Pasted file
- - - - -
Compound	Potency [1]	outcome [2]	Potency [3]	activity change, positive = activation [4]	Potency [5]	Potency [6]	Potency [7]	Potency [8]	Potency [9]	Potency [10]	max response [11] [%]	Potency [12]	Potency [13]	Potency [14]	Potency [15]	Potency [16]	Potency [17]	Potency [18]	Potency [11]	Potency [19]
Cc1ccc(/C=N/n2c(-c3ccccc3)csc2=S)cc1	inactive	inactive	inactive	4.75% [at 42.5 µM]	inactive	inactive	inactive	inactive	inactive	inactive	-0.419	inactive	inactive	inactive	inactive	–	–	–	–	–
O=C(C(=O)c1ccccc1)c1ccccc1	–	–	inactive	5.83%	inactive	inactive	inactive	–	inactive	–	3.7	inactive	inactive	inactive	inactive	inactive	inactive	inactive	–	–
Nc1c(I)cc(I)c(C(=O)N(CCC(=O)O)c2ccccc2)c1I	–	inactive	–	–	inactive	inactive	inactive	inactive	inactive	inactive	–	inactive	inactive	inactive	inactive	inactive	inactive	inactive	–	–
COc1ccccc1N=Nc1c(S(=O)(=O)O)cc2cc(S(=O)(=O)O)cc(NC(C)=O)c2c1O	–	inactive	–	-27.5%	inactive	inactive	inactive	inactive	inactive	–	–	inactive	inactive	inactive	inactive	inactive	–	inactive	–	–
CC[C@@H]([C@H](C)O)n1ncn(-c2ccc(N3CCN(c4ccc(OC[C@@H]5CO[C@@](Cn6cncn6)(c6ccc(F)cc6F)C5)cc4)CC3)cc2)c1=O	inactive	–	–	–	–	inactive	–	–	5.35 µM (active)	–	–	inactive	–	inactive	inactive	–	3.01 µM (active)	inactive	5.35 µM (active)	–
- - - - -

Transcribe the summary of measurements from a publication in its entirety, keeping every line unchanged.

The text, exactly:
Compound	Potency [1]	outcome [2]	Potency [3]	activity change, positive = activation [4]	Potency [5]	Potency [6]	Potency [7]	Potency [8]	Potency [9]	Potency [10]	max response [11] [%]	Potency [12]	Potency [13]	Potency [14]	Potency [15]	Potency [16]	Potency [17]	Potency [18]	Potency [11]	Potency [19]
Cc1ccc(/C=N/n2c(-c3ccccc3)csc2=S)cc1	inactive	inactive	inactive	4.75% [at 42.5 µM]	inactive	inactive	inactive	inactive	inactive	inactive	-0.419	inactive	inactive	inactive	inactive	–	–	–	–	–
O=C(C(=O)c1ccccc1)c1ccccc1	–	–	inactive	5.83%	inactive	inactive	inactive	–	inactive	–	3.7	inactive	inactive	inactive	inactive	inactive	inactive	inactive	–	–
Nc1c(I)cc(I)c(C(=O)N(CCC(=O)O)c2ccccc2)c1I	–	inactive	–	–	inactive	inactive	inactive	inactive	inactive	inactive	–	inactive	inactive	inactive	inactive	inactive	inactive	inactive	–	–
COc1ccccc1N=Nc1c(S(=O)(=O)O)cc2cc(S(=O)(=O)O)cc(NC(C)=O)c2c1O	–	inactive	–	-27.5%	inactive	inactive	inactive	inactive	inactive	–	–	inactive	inactive	inactive	inactive	inactive	–	inactive	–	–
CC[C@@H]([C@H](C)O)n1ncn(-c2ccc(N3CCN(c4ccc(OC[C@@H]5CO[C@@](Cn6cncn6)(c6ccc(F)cc6F)C5)cc4)CC3)cc2)c1=O	inactive	–	–	–	–	inactive	–	–	5.35 µM (active)	–	–	inactive	–	inactive	inactive	–	3.01 µM (active)	inactive	5.35 µM (active)	–